Our movement must be as global as the problems we seek to address. We need people organizing where these crimes are taking place. It will take an unprecedented alliance of people of all walks of life, from environmentalists to those who have never considered our natural words effects in their lives. Those in the movement for justice need to work together to force fundamental changes in the institutions that are holding us back. We must strengthen our willingness to engage in civil disobedience and push back against the forces that are making activism a crime.
Such a call demands that we again reflect on the nature of the relationship between climate change and other injustices. I have discussed such questions before in many posts on burycoal.com, originally in the article “Setting Priorities in Social Activism” (which was also published in a campus newspaper), and more recently in posts on care and imperialism (and ultimately this issue was central in my decision to leave the blog). There is no obvious end in sight, no simple solution to this problem, so I will likely continue to reflect on it. Below, somewhat edited, are my most recent and belligerent thoughts about those who would divide off environmental causes from all other causes of justice and treat them not only as important, but as a cause to dismiss other issues:
One can have an approach to global warming which ignores international justice issues. I don’t think it’s particularly respectable, but it’s something one can do. One can argue that Western states don’t owe a debt due to colonialism, due to the way they have used up the ability of the atmosphere to allow us to emit carbon. Or, one could make the arguement that these claims of “justice” are pipe dreams, and that we should be “realistic” and pursue “serious” development (neo-colonialist) policies which implement the market-style reality of the future which serves, which always serves, the interests of the powerful. In fact, it is possible to have an entire climate-politics analysis that remains totally orthogonal to issues of global justice, oppression, racism, genocide. No one needs to say this is impossible.
Just don’t expect it to make you friends in the broad activist community – or for such an analysis to serve as the basis of the larger alliances that Greenpeace is calling on us to build. Those alliances are already being built – and they are being built by groups like Climate Justice Montreal, Environmental Action Toronto, the Indigenous Environmental Network, and by events like Cochabamba, the climate camps which have happened in the UK and Canada, and even events like the G20 People’s Summit which happened the week before Harper pushed a neo-liberal agenda during now famous instances of police brutality and criminalization of dissent (which continues for some unfortunate organizers).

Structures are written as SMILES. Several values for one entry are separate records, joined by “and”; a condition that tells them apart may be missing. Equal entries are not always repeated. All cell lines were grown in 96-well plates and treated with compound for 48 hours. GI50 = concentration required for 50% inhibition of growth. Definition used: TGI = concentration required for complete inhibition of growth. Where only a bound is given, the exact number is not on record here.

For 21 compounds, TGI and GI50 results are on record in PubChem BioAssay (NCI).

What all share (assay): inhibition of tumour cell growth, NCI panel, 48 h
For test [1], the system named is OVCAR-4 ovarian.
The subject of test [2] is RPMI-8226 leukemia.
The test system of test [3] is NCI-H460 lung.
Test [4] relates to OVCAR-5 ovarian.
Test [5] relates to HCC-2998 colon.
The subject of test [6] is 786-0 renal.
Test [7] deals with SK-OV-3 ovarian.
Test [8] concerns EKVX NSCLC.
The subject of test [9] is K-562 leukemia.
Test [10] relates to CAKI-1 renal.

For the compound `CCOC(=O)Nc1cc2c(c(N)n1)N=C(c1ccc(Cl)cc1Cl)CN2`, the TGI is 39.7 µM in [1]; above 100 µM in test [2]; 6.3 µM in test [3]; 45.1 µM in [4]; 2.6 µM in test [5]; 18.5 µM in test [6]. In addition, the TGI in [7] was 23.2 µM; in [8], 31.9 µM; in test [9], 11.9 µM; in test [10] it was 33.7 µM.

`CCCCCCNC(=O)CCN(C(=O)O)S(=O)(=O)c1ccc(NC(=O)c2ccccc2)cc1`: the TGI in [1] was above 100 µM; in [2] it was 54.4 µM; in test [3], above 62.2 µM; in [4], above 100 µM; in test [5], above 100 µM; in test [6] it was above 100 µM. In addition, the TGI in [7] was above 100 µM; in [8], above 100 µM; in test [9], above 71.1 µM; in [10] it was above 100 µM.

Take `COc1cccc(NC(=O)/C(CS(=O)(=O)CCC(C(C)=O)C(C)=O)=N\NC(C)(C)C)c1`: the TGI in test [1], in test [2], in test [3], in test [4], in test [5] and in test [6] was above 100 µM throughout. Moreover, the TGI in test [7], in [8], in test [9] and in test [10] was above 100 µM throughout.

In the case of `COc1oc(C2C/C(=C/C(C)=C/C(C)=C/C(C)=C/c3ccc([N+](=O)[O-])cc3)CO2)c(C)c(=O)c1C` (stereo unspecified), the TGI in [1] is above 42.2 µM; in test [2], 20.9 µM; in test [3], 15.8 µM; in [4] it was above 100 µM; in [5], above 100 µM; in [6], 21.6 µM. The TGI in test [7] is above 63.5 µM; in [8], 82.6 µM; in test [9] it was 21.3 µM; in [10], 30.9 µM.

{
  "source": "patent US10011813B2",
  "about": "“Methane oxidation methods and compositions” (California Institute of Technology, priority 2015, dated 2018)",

The alliances are not being built by liberals who are more interested in convincing (necessarily) corrupt politiciens of an argument than they are in the crimes being perpetrated by their state and their state’s strategic military and economic allies. The alliances are being built largely by those who experience no cognitive dissonance at statements like, “Our prime minister ought be hanged for war crimes and crimes against the planet”. Most importantly – the alliances are being built by those who do not dismiss other social justice campaigns in the name of the transcendental nature of climate change – they rather take climate change as the lens through which we see other struggles.
This is not a question of “standing on principles”, but of looking at the problems before us, and the people around us, and seeing what kind of orientation it makes sense to take as we move through the world. Moral principles are not so much “starting points” within us, but perspectives, bearings by which we see the world around us – and they make it show up in this or that way. The question about principles is of course about effectivity (“what works”) – but not simply about what brings about a desired end, because the end is also posited, partially, as a result of the principle. It is about, then, not only achieving ends, but aiming at ends that one can live with – that are adequate to the moral foundation we’ve undergone, such that we can work towards a world whose existence we could/can affirm.
In other news, I am currently in search of a climate-justice oriented blog to contribute to. I have several leads, but any suggestions would be welcome.